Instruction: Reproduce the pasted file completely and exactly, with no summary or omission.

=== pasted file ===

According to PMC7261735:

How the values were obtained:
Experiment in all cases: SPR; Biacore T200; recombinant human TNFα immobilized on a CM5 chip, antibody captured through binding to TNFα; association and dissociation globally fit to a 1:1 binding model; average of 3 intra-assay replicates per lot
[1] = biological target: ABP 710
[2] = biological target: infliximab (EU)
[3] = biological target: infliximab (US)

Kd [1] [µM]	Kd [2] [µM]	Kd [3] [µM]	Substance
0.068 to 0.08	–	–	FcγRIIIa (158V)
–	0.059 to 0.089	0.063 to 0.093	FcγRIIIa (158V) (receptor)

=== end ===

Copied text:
According to PMC7261735:

How the values were obtained:
Experiment in all cases: SPR; Biacore T200; recombinant human TNFα immobilized on a CM5 chip, antibody captured through binding to TNFα; association and dissociation globally fit to a 1:1 binding model; average of 3 intra-assay replicates per lot
[1] = biological target: ABP 710
[2] = biological target: infliximab (EU)
[3] = biological target: infliximab (US)

Kd [1] [µM]	Kd [2] [µM]	Kd [3] [µM]	Substance
0.068 to 0.08	–	–	FcγRIIIa (158V)
–	0.059 to 0.089	0.063 to 0.093	FcγRIIIa (158V) (receptor)